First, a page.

Laurence Maroney is still showing the annoying penchant for juking too much behind the line of scrimmage. But Fred Taylor didn't fare much better either, as both Taylor and Maroney averaged under three yards per carry. The Patriots continue to portray themselves as an offense which, in priority order, 1) must protect Brady at all costs, 2) must help facilitate Brady's passing attack, and 3) run the ball once in a while just to show the defense something.

Run blocking is based on attitude, and it requires a solid commitment from all offensive linemen. That said, unless the group is saving something for the regular season, you just don't see that attitude when the Patriots run the ball. Maroney continues to be under the microscope, and rightfully so, but you just don't see gaping holes opened up by the front five hardly at all. Instead you see Brady with time to throw and maybe one sack a game. This is like a Nolan Ryan fastball in that you know it's coming and you still cannot hit it, but at some point the Patriots need to get back to the days of "Clock Killin' Corey Dillon" and be able to at least control the clock if they need to.

The Patriots had their foot on the Redskins' throat, but let them back into the game with two key plays in the second quarter. With just over 5 minutes left in the first half, the Patriots had the Redskins pinned at their own 10-yard line, facing a third and nine and their fourth straight three-and-out. Jason Campbell had been flummoxed by the Patriots defense after leading the Redskins on a nifty opening drive for a touchdown. But on this play, he sent Santana Moss in motion to the far side and hit him in the right flat for an inexcusable 11-yard completion and a first down. Brandon Meriweather was in zone coverage and could not make the stop.

On the next play, tight end Chris Cooley lined up on the right side and ran a crossing pattern. The defense totally failed to account for him, and Campbell lofted a perfect pass deep into the secondary. Cooley caught it with no one within 15 yards of him and ran across the formation to the left sideline, sidestepped Leigh Bodden and took off for the end zone. He was tackled finally at the Patriot 6-yard line, having made a 73-yard gain. Campbell ran it in from four yards out three plays later to make it 17-14 Patriots, but these two pass plays made the game tight the rest of the way instead of a Patriot cakewalk. The Patriot front seven played well, with some ferocity at times, but the secondary showed that it still has cracks and prevented this game from being a comfortable win.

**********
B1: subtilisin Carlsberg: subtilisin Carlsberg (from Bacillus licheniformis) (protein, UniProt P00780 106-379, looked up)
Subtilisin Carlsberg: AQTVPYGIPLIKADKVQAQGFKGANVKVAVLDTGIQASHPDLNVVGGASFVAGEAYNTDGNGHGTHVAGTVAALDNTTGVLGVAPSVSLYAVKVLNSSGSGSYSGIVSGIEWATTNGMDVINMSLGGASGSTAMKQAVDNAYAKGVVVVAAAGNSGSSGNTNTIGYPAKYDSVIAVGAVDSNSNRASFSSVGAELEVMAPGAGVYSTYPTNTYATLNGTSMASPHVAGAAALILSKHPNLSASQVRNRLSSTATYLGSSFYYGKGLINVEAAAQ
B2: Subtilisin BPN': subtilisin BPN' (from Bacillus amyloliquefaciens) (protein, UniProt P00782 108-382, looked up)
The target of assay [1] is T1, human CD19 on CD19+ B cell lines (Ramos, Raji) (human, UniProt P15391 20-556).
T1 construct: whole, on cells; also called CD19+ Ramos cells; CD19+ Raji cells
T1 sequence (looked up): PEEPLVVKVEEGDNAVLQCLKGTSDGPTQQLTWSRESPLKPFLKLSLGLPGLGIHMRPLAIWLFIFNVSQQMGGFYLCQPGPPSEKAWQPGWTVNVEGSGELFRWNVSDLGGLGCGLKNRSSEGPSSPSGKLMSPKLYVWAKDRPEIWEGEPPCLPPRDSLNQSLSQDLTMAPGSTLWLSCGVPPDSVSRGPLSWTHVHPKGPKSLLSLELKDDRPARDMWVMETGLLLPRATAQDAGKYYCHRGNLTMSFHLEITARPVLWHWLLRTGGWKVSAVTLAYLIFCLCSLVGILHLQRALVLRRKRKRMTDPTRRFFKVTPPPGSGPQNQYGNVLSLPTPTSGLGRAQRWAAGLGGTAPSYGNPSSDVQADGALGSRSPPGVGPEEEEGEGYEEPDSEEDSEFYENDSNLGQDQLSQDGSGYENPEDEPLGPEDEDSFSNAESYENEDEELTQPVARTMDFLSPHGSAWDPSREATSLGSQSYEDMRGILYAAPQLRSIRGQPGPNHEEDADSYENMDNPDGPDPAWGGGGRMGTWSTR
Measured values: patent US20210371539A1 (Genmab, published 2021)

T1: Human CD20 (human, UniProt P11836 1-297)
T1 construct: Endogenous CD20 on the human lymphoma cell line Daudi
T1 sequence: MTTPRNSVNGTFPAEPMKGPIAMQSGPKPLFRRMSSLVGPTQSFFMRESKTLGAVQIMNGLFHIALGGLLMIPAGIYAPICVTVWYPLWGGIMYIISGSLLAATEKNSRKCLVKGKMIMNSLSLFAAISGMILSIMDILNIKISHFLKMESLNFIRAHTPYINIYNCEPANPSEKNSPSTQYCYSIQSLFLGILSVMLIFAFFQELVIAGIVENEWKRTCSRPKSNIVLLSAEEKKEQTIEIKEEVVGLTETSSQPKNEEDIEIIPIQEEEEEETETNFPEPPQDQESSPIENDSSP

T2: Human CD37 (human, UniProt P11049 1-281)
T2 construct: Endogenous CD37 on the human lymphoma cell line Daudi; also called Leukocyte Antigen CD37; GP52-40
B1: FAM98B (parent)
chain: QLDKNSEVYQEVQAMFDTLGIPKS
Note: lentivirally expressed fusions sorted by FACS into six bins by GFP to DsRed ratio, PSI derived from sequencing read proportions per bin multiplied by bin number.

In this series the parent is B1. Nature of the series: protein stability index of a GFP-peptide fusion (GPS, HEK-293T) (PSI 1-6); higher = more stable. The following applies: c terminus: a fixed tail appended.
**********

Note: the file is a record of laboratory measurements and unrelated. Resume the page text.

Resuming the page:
The only positive play of note for the Patriots in the second half was a 99-yard interception return by Jonathan Wilhite, but otherwise it was an expose on how substandard O'Connell still looks. O'Connell threw two interceptions in the second half, one of which was off a tip by Chris Baker, but the other one thrown right at Kevin Barnes who was much more open than Sam Aiken was on the right sideline. O'Connell also badly underthrew Aiken on what should have been a gimme third down pass midway through the fourth quarter. A 33-yard punt return by Patrick Chung helped set up Stephen Gostkowski from 31 yards out, and he nailed the game-winner with 12 seconds left.

Brady will likely not play in the preseason finale next Thursday night against the Giants. But all Patriot Nation will be thinking about the shoulder and only the shoulder. And Bill Belichick will keep you wondering all during these next few weeks, because that's exactly what he wants the Buffalo Bills to be doing also.